Annual Women’s March brings equailty to Downtown Bakersfield

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Annual Women’s March brings equailty to Downtown Bakersfield

Supporters march through Mill Creek Park during Kern County Women’s March.

Supporters march through Mill Creek Park during Kern County Women’s March.

Haley Duval

Supporters march through Mill Creek Park during Kern County Women’s March.

Haley Duval

Haley Duval

Supporters march through Mill Creek Park during Kern County Women’s March.

Haley Duval, Photo Editor

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Thousands of women and allies came together at Mill Creek Park in downtown Bakersfield to participate in this year’s Women’s March, on Jan. 19.

The first worldwide Women’s March was held the day after President Donald Trump’s inauguration in 2017.

The march is a global organization that advocates for addressing social issues, ending violence against women, labor rights, LGBTQ rights, along with many more causes.

This year’s theme was Truth to Power.

Haley Duval
Cameron D.C. Garcia, with the Chalon Indian Council of Bakersfield, marches for Indigenous women.

“White mainstreamed feminism has never included women of color. As a result of that, we are often the back-stand stood upon while white women fight for their rights at the sacrifice of ours,” said local business owner Faheemah Salahud-Din.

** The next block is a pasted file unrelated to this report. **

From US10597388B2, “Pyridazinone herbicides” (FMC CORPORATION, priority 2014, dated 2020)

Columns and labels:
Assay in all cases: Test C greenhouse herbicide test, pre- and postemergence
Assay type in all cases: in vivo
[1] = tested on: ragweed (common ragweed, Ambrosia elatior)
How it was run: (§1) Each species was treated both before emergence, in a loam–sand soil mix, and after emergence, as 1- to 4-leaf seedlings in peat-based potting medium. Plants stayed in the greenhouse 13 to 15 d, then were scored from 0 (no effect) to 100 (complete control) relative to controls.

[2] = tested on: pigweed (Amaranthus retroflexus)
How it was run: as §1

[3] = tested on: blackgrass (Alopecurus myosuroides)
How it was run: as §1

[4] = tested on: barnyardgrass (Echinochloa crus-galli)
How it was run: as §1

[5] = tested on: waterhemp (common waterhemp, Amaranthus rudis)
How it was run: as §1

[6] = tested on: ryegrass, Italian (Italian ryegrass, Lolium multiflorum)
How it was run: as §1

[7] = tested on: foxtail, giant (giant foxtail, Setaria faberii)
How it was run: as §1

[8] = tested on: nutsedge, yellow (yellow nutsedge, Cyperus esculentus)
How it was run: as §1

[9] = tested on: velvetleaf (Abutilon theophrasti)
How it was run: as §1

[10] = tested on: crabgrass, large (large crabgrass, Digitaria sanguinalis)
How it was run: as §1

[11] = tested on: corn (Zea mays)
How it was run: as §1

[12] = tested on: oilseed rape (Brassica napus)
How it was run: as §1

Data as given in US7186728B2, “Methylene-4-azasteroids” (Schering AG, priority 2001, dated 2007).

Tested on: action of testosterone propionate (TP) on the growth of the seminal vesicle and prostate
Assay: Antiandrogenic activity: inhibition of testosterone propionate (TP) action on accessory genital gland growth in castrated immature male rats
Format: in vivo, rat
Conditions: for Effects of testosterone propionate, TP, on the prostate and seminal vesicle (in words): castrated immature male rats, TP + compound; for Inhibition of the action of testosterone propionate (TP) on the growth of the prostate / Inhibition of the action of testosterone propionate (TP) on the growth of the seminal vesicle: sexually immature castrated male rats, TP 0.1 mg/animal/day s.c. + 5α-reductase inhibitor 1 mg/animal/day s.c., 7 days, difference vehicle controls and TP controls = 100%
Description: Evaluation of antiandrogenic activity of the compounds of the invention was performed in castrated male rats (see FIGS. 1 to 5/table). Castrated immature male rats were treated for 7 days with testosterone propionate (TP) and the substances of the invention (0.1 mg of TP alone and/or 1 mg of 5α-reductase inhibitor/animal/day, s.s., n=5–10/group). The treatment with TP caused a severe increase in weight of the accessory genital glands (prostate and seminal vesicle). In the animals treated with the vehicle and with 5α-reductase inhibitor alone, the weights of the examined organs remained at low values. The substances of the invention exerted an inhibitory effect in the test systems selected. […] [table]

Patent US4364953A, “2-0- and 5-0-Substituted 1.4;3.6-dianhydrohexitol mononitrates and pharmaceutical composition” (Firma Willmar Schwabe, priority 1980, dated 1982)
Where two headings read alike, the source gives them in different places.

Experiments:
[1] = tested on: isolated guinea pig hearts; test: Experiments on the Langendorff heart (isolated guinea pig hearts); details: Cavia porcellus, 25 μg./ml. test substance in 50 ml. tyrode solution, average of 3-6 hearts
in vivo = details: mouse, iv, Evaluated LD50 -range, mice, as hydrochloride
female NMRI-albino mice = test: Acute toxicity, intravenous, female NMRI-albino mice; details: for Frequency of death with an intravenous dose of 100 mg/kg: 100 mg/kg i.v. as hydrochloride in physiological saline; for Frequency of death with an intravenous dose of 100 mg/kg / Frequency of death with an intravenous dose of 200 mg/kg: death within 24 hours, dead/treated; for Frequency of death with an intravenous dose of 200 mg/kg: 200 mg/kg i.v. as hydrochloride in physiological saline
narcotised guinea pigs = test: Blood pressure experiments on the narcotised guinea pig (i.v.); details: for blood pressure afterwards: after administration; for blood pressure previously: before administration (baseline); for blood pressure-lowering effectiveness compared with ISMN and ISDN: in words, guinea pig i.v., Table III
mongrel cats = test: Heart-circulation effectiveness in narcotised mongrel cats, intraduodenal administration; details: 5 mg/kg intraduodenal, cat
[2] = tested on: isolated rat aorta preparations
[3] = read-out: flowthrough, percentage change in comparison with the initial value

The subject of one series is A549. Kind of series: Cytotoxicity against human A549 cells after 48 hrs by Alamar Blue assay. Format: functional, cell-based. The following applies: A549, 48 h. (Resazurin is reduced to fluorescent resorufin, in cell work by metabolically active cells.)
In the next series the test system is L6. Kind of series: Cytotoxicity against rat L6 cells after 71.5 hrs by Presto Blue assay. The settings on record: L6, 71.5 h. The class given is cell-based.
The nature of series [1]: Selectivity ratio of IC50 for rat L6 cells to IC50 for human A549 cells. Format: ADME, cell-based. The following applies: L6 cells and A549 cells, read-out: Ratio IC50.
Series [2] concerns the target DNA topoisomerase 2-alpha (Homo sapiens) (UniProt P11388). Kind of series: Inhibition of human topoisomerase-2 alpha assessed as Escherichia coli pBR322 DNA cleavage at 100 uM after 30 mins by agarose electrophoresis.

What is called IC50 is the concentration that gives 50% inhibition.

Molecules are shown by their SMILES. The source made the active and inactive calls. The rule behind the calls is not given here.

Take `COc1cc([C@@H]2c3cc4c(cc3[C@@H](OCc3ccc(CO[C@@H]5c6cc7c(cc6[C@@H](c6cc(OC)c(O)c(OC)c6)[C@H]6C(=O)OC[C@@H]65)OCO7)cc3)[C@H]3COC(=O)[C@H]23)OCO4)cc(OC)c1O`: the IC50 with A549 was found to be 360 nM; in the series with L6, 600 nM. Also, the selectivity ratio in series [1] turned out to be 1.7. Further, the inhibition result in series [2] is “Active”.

“Traditionally, Bakersfield is a place where women of color don’t have a voice much less a sit at the table so we have to fight,” Salahud-Din continued.

“If black women don’t have rights… If Muslim women don’t have rights… no one has rights. I invite you, my white sisters, to stand with us on issues that have nothing to do with you, but stand on them because they are right.”

Various signs were carried at the march, some including pro-DACA signs, pro-Planned Parenthood signs, anti-build-the-wall signs and more.

BC student, Yesenia Calderon’s sign said: “feminism without intersectionality is white supremacy.” She wanted to show her support to include people of color and the gay community in her feminism because she felt many feminists failed to do so.

The march was designed to inspire, and everyone who participated had their own reasons to march.

Ana Reyes, a student at Bakersfield College came out to the march to have a voice for minorities who are afraid to stand up for themselves.

Cameron Dakota Chow Garcia and his mother Arianne Chow, with the Chalon

Haley Duval
Amy Verduzco gets ready to start the march with her sign.

Indian Council of Bakersfield, marched to represent all the missing and murdered Indigenous women.

“To me, this march means the beginning of something that can be much greater and the stepping stones to a more versatile and solidarity-based movement, and hope to oppose all forms of oppression and margination in our community and across the United States,” said Garcia.

The chant heard the most throughout the march was “Arriba la mujer,” which translates to up with women.

 

 

 

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